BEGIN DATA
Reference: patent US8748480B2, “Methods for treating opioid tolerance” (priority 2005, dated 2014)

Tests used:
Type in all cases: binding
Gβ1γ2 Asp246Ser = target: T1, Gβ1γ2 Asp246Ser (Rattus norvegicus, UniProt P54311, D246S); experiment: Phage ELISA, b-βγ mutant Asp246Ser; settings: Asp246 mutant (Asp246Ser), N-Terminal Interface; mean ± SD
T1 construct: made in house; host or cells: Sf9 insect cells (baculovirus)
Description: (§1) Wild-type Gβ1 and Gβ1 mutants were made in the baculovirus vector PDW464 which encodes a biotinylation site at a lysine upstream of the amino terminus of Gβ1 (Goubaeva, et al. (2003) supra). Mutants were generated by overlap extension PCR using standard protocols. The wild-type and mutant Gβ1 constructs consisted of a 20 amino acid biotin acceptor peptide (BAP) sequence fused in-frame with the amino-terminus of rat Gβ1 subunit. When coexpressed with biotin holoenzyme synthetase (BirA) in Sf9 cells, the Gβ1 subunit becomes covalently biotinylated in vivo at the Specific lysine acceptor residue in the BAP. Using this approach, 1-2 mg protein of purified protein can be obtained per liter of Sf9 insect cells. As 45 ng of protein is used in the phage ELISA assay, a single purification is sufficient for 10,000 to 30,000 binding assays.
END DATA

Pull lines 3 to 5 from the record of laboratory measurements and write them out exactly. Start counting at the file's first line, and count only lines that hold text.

Type in all cases: binding
Gβ1γ2 Asp246Ser = target: T1, Gβ1γ2 Asp246Ser (Rattus norvegicus, UniProt P54311, D246S); experiment: Phage ELISA, b-βγ mutant Asp246Ser; settings: Asp246 mutant (Asp246Ser), N-Terminal Interface; mean ± SD
T1 construct: made in house; host or cells: Sf9 insect cells (baculovirus)